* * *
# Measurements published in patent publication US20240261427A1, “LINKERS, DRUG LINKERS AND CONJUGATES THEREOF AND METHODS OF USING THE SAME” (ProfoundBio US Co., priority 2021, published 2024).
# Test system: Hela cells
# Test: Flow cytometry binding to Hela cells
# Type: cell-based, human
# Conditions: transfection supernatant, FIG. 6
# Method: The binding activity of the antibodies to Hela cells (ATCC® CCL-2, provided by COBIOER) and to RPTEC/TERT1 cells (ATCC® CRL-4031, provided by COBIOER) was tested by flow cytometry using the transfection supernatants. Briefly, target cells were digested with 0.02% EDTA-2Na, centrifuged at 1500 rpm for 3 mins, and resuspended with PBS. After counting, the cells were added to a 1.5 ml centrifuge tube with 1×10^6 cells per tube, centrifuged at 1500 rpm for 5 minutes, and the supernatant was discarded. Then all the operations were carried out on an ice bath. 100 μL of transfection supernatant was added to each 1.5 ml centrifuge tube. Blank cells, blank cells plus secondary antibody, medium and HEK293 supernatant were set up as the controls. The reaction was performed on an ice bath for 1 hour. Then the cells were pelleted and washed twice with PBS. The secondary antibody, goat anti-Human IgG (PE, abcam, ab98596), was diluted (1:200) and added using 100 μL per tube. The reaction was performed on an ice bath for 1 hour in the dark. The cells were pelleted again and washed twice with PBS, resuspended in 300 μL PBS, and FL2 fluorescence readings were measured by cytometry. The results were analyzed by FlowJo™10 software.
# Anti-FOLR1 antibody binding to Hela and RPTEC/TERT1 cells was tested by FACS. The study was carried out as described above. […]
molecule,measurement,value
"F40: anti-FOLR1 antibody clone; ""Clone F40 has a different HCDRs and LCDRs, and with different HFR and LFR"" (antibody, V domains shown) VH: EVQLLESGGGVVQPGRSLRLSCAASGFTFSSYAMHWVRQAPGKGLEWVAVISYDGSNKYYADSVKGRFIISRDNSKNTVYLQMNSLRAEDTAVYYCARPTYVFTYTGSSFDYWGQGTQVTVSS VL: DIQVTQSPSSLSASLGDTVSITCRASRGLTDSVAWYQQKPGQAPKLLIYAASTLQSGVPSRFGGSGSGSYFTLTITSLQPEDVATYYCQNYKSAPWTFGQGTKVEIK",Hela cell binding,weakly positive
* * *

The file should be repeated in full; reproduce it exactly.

# Measurements published in patent publication US20240261427A1, “LINKERS, DRUG LINKERS AND CONJUGATES THEREOF AND METHODS OF USING THE SAME” (ProfoundBio US Co., priority 2021, published 2024).
# Test system: Hela cells
# Test: Flow cytometry binding to Hela cells
# Type: cell-based, human
# Conditions: transfection supernatant, FIG. 6
# Method: The binding activity of the antibodies to Hela cells (ATCC® CCL-2, provided by COBIOER) and to RPTEC/TERT1 cells (ATCC® CRL-4031, provided by COBIOER) was tested by flow cytometry using the transfection supernatants. Briefly, target cells were digested with 0.02% EDTA-2Na, centrifuged at 1500 rpm for 3 mins, and resuspended with PBS. After counting, the cells were added to a 1.5 ml centrifuge tube with 1×10^6 cells per tube, centrifuged at 1500 rpm for 5 minutes, and the supernatant was discarded. Then all the operations were carried out on an ice bath. 100 μL of transfection supernatant was added to each 1.5 ml centrifuge tube. Blank cells, blank cells plus secondary antibody, medium and HEK293 supernatant were set up as the controls. The reaction was performed on an ice bath for 1 hour. Then the cells were pelleted and washed twice with PBS. The secondary antibody, goat anti-Human IgG (PE, abcam, ab98596), was diluted (1:200) and added using 100 μL per tube. The reaction was performed on an ice bath for 1 hour in the dark. The cells were pelleted again and washed twice with PBS, resuspended in 300 μL PBS, and FL2 fluorescence readings were measured by cytometry. The results were analyzed by FlowJo™10 software.
# Anti-FOLR1 antibody binding to Hela and RPTEC/TERT1 cells was tested by FACS. The study was carried out as described above. […]
molecule,measurement,value
"F40: anti-FOLR1 antibody clone; ""Clone F40 has a different HCDRs and LCDRs, and with different HFR and LFR"" (antibody, V domains shown) VH: EVQLLESGGGVVQPGRSLRLSCAASGFTFSSYAMHWVRQAPGKGLEWVAVISYDGSNKYYADSVKGRFIISRDNSKNTVYLQMNSLRAEDTAVYYCARPTYVFTYTGSSFDYWGQGTQVTVSS VL: DIQVTQSPSSLSASLGDTVSITCRASRGLTDSVAWYQQKPGQAPKLLIYAASTLQSGVPSRFGGSGSGSYFTLTITSLQPEDVATYYCQNYKSAPWTFGQGTKVEIK",Hela cell binding,weakly positive